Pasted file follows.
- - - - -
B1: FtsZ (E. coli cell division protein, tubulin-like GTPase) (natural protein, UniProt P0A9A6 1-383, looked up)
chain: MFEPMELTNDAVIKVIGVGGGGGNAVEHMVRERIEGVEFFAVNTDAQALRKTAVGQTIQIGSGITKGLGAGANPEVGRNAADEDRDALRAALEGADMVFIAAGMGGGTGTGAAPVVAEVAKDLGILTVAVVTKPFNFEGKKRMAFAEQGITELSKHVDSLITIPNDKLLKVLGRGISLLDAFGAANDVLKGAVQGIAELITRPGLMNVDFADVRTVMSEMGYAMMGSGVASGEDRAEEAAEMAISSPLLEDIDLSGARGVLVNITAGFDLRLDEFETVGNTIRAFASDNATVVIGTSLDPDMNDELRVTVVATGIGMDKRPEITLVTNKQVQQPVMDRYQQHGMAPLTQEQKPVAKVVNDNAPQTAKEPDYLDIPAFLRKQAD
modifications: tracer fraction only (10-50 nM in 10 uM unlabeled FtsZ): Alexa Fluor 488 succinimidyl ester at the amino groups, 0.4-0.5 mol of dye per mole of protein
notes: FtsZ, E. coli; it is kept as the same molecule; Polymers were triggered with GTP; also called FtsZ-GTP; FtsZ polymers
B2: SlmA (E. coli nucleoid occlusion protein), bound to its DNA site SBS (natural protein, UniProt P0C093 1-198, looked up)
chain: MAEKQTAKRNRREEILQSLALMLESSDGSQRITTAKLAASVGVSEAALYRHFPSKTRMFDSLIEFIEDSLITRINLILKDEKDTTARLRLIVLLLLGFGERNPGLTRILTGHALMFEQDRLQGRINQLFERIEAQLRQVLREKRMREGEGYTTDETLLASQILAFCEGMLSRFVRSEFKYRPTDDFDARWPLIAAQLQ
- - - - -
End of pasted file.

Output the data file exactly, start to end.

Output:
B1: FtsZ (E. coli cell division protein, tubulin-like GTPase) (natural protein, UniProt P0A9A6 1-383, looked up)
chain: MFEPMELTNDAVIKVIGVGGGGGNAVEHMVRERIEGVEFFAVNTDAQALRKTAVGQTIQIGSGITKGLGAGANPEVGRNAADEDRDALRAALEGADMVFIAAGMGGGTGTGAAPVVAEVAKDLGILTVAVVTKPFNFEGKKRMAFAEQGITELSKHVDSLITIPNDKLLKVLGRGISLLDAFGAANDVLKGAVQGIAELITRPGLMNVDFADVRTVMSEMGYAMMGSGVASGEDRAEEAAEMAISSPLLEDIDLSGARGVLVNITAGFDLRLDEFETVGNTIRAFASDNATVVIGTSLDPDMNDELRVTVVATGIGMDKRPEITLVTNKQVQQPVMDRYQQHGMAPLTQEQKPVAKVVNDNAPQTAKEPDYLDIPAFLRKQAD
modifications: tracer fraction only (10-50 nM in 10 uM unlabeled FtsZ): Alexa Fluor 488 succinimidyl ester at the amino groups, 0.4-0.5 mol of dye per mole of protein
notes: FtsZ, E. coli; it is kept as the same molecule; Polymers were triggered with GTP; also called FtsZ-GTP; FtsZ polymers
B2: SlmA (E. coli nucleoid occlusion protein), bound to its DNA site SBS (natural protein, UniProt P0C093 1-198, looked up)
chain: MAEKQTAKRNRREEILQSLALMLESSDGSQRITTAKLAASVGVSEAALYRHFPSKTRMFDSLIEFIEDSLITRINLILKDEKDTTARLRLIVLLLLGFGERNPGLTRILTGHALMFEQDRLQGRINQLFERIEAQLRQVLREKRMREGEGYTTDETLLASQILAFCEGMLSRFVRSEFKYRPTDDFDARWPLIAAQLQ